There’s a buzz in the air at Penticton Speedway as the sound of engines roaring returns.
Brian Poppe, technical director for Speedway, is excited for the May 1 opener partly because the Speedway is having its second annual Have a Heart Radiothon. Proceeds are going to that charity and to the pediatric and maternity wards at Penticton Regional Hospital.
“There is lots of interest,” said Poppe, who loves the fact the money from this initiative will stay in the community. “Opening day can be a hit and miss.”
However, he is confident Sunday won’t be a miss as the season opener has Day of Destruction and Hit to Pass cars pulling trailers and boats. There will also be hornets and streetcars.
“It will be a big race,” said Poppe, noting they have longtime sponsor Boyd Autobody supporting again along with Sun FM.
This year Penticton Speedway, in an initiative to improve attendance, teamed up with SunFM and will be giving away a 2010 Dodge Challenger. When adults purchase a ticket, they will be asked to write their name on the back of it. Twenty tickets each race day will be drawn and put towards the final draw on the last race day to win the Challenger. Possible winners must be at the track to have their ticket put in the final draw and they must be at the track on the final race day.
On the track it’s hoped that the local contingent in hit to pass will have a strong season. Last year a group from Kelowna had their way.
“Kelowna cars work together and it’s created a rivalry,” said Poppe.
Among the locals aiming to dethrone Kelowna are Troy Braden, Dale Hyberg and Norm Swerdfeger. Poppe said the locals have devised a plan to work together more for success and try to get even with Kelowna.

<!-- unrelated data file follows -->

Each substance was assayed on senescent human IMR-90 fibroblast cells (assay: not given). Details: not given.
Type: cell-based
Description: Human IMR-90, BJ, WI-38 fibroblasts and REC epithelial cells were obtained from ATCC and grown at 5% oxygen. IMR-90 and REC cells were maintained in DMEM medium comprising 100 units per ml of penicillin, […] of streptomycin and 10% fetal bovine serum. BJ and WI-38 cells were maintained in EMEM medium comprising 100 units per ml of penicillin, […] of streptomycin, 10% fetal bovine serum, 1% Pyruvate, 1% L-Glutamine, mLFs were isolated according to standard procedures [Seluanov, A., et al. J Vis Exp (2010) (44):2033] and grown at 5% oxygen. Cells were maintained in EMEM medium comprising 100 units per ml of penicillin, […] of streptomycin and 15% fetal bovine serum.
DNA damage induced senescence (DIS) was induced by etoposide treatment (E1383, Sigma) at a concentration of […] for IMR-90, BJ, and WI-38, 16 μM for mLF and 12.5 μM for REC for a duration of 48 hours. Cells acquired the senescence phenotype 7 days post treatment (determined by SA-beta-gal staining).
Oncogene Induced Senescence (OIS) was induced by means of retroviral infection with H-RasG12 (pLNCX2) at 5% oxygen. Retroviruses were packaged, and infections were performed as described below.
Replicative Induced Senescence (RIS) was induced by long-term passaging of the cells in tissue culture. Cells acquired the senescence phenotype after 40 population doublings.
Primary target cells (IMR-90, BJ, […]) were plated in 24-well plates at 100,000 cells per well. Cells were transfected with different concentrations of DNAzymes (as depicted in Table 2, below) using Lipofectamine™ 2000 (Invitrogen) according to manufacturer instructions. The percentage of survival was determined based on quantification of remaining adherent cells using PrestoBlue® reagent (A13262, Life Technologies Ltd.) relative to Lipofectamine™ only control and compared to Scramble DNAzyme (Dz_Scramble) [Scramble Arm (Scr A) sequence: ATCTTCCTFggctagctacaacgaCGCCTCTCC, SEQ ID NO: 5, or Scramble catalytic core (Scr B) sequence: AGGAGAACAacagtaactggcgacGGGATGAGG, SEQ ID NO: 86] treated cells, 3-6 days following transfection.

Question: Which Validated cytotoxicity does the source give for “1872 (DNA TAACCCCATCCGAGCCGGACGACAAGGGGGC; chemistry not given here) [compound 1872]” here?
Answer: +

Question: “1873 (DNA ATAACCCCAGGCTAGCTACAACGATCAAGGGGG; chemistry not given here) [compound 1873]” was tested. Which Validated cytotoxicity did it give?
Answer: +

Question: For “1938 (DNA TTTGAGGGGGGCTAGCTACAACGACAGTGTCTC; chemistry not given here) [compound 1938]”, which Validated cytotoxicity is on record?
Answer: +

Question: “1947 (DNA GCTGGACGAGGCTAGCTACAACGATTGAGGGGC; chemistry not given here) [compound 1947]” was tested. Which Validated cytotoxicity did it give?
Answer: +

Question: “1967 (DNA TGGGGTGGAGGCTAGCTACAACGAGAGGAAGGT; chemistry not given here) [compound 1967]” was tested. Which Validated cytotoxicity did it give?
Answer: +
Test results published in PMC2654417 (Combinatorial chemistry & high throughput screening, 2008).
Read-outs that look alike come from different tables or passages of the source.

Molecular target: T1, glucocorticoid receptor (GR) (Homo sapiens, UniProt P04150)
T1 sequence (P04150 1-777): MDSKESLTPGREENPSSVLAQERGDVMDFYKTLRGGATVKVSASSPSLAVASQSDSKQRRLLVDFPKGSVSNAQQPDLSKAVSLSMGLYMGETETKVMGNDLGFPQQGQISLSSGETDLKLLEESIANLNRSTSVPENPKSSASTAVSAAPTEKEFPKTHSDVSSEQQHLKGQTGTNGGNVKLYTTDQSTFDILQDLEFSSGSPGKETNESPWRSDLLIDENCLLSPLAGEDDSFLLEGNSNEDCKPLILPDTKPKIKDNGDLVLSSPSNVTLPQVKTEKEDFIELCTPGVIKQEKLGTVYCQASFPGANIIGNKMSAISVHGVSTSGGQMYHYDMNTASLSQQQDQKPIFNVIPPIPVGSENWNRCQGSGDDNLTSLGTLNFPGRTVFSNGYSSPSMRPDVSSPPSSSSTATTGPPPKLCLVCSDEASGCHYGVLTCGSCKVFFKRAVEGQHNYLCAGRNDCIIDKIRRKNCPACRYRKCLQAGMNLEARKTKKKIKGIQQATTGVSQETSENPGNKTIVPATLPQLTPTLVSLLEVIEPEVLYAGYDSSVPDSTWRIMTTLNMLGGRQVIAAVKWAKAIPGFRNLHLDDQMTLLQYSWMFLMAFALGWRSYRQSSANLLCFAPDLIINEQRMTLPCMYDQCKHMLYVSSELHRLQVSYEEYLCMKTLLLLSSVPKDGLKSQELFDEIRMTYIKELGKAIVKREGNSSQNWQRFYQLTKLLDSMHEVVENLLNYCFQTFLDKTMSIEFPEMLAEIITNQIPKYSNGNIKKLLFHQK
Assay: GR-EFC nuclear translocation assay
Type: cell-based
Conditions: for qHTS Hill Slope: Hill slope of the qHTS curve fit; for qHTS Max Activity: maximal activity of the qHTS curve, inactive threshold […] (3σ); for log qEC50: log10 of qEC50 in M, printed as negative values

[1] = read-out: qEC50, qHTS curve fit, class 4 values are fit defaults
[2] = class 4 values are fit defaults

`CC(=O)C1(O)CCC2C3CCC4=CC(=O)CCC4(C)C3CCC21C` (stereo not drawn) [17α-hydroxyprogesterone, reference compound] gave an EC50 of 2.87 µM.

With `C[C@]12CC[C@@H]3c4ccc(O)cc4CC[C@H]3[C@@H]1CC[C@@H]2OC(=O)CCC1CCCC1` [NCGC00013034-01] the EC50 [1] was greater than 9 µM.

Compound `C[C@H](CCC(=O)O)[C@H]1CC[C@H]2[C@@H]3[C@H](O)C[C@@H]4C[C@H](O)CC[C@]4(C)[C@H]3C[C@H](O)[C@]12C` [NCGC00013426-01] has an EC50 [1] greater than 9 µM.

Braden, who was given a piece of broken wall from the track as a trophy one year, is “stoked” for opening day. The 10-year veterean welcomes the partnership as he’s all too familiar with trying to take them on alone.
“Alone, you are wanted,” said Braden, also known as the Instigator. “There is a lot of unfinished business from last year.” When asked what will be different about this year, Braden said his engine, worth $9,000, is good and built to specification of the track. With the help of sponsors, including Action Steel, and his mechanic Greg Olsen, Braden knows he can be a threat in his green car and pursue the Hit to Pass championship. He has placed police pursuit lights on the roof to symbolize that.
“I want to walk away with a championship,” said Braden, a father of four who plans to stop racing after this year. “It’s been a long time and I want to enjoy the Okanagan with my family. This is a big commitment (for him) and I love the racing, the excitement.”
Having gone through nine vehicles and 13 engines, Braden is confident he can achieve his goal. Parked in his backyard, Braden hops into his car with the No. 3 painted in honour of Dale Earnhardt and fires up the engine loud. Braden looks on without cracking a smile all business-like. The action at Speedway begins at 2 p.m. Gates open an hour before.